There have been many studies conducted to show the effect of games in children. These have been conducted throughout universities and colleges across the States and Europe. The studies range from showing that games can promote good skills in children and their development to showing the negatives sides.
It is indisputable that games can have a negative effect in children, there are many aspects to games that are unrealistic and can make it hard to manage the child’s expectations of the real world, but it is possible for them to do good as well, especially if they are handled the correct way.
One study in particular, undertaken by a professor at Nottingham Trent University shows just what skills a child could stand to gain from video games and many of the skills can be passed along to Minecraft as an example of what it can achieve if it is utilized the right way by both children and parents.
The aim of the research was to prove that there are positive effects of a game as well as just being there for entertainment and time passing. Minecraft is one of these games. While it may not seem like there is a particular problem or aim involved within the game, it puts the child into an open world where nearly anything is possible. It lets them figure out what they want to do, solve problems that crop up when that aim is compromised and gives them a sense of accomplishment when they manage to complete it.
They can build, learn, and tear down the world around them to see how it works and, in return, this helps them develop skills they do not even realize they are developing. It is much more effective than sitting them down in front of an ‘educational game’ that bores them to death within ten minutes. Going through the motions to appease other people is not as effortless as playing a game to do something that you really want to do. Keeping a child interested in what is in front of them goes a long way when you are trying to teach them something. You need to keep them stimulated and wanting to learn, rather than forcing it and making it happen when it is clearly not working for either party. Games give children a way to feel like they are having fun and feel like they are choosing to play – without making the aim be solely for the reason of learning. Learning is an added bonus that comes with their enjoyment and attention span.
If your child wants to build a mansion, they have to do it block by block. They need to plan, think about their design and then put those plans into action. To succeed, they have to want to succeed, and have a clear cut goal in front of them. The same is applied to the real world. If the child wants to do something desperately enough, they will find a way to do it, they will search out the materials that they need and they will bring on board ideas and help from other people just to reach that end goal.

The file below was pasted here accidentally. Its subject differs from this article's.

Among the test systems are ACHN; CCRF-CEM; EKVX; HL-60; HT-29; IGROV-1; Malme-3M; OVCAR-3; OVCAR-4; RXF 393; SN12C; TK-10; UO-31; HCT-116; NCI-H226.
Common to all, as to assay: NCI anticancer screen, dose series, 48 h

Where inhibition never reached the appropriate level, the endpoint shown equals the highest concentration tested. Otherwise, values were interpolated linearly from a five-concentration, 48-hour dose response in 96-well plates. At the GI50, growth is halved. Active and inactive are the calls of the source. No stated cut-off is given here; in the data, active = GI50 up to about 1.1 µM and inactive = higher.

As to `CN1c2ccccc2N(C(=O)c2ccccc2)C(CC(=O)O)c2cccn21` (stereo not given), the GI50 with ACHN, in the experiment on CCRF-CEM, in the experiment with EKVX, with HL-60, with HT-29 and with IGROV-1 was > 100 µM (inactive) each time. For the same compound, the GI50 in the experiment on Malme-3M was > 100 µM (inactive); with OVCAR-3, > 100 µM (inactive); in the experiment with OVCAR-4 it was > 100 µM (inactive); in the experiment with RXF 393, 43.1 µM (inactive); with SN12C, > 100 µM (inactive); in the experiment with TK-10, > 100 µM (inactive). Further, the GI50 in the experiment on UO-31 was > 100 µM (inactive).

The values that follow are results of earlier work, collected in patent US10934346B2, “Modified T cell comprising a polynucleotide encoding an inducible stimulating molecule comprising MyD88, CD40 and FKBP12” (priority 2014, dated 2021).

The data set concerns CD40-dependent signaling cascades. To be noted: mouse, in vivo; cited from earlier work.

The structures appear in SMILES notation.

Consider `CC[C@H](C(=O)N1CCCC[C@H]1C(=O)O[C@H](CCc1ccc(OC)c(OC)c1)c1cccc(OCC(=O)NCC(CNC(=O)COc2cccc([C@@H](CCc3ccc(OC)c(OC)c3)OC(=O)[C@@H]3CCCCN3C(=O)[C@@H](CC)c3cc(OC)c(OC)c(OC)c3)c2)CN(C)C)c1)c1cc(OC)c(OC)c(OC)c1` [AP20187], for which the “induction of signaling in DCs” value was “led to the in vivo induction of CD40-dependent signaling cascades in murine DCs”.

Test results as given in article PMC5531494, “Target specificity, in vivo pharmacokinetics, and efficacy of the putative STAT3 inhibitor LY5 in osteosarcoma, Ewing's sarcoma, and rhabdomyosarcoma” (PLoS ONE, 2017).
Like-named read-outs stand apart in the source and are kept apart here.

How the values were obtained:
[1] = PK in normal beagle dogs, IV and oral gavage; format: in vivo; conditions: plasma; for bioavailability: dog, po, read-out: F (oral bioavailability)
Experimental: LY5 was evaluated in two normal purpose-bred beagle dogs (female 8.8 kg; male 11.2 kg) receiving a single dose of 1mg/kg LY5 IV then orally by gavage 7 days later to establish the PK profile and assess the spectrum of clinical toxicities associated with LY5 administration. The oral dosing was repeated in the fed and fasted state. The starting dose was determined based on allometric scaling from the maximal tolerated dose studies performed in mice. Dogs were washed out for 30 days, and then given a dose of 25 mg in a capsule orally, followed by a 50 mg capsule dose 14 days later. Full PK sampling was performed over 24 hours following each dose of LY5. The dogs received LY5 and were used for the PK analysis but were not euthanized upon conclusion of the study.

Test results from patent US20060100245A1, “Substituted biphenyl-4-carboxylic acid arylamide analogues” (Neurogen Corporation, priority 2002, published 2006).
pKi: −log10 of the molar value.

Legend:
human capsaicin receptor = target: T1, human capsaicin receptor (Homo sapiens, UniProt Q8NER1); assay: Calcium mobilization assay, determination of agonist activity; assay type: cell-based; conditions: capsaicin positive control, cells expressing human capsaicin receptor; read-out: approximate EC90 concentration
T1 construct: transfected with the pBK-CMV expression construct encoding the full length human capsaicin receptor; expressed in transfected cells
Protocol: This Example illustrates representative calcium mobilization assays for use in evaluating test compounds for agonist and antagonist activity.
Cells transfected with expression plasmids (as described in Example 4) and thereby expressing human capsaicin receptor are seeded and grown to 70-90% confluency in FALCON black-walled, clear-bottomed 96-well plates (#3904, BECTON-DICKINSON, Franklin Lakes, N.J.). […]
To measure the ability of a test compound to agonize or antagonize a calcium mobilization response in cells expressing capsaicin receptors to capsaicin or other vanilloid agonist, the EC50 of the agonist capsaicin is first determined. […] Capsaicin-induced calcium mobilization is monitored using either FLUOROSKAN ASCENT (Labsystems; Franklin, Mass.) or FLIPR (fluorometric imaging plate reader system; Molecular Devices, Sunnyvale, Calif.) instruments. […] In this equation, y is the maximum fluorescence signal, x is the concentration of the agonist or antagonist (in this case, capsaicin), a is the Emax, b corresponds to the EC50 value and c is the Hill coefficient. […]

A child completing a project can leave with a feeling of pride and accomplishment that they might not otherwise be able to obtain in the classroom. It can help boost their self-esteem, and show them that they have skills they would never have discovered otherwise. This can help them outside of a classroom too when it comes to socializing with other students and gaining more confidence in otherwise uncomfortable situations.
As Minecraft is a game where you do not instantly know what you are doing, it can require research and reading up on techniques, which helps build their skills when it comes to researching for other projects. By giving them a bit of knowledge on how to go about achieving their goals, it also lets them put this research into practice. They can read about something, and then immediately go ahead and try it themselves. They can learn how to take one person’s experience, build on it, and make it their own – putting the world into their own perspective without realizing that they are doing this.
It also gives them the ability to practice applying logical fixes to situations that might pop up in-game that are similar to real life problems – things that don’t fit where they should, something not looking quite right, or an idea not panning out the way that they expected it to.
Minecraft puts everyone on equal ground – the game is suitable for everyone of all ages and is not seen as a ‘boy game’ or a ‘girl game’. Everyone has the exact same chance and opportunity within the game, regardless of who they are or what background they come from and that can really help children understand that just because someone is different, does not mean that they do not share fundamental similarities. The game can help them build friendships and bonds outside of their usual circle and can help them understand how to socialize with others on a more unbiased reasoning.
As a parent, watching your child be excited to play a game that has positive effects to it can also help you encourage them to play something they love. While it might be the last thing most parents consider – encouraging their child to come home and play on a computer game for an hour to unwind can help the child feel like the parents want them to be creative and want them to do well. It gives them an enthusiasm to keep pushing themselves and see what they can create and conquer from their own minds. it shows them that their parents are interested and that they are proud of what is being done and how the child is managing their own world.
There is absolutely no reason that parents can not also join the game and play with them, learn how their child works and what they are capable of from inside the game to get a true understanding of what that particular child’s creative process entails.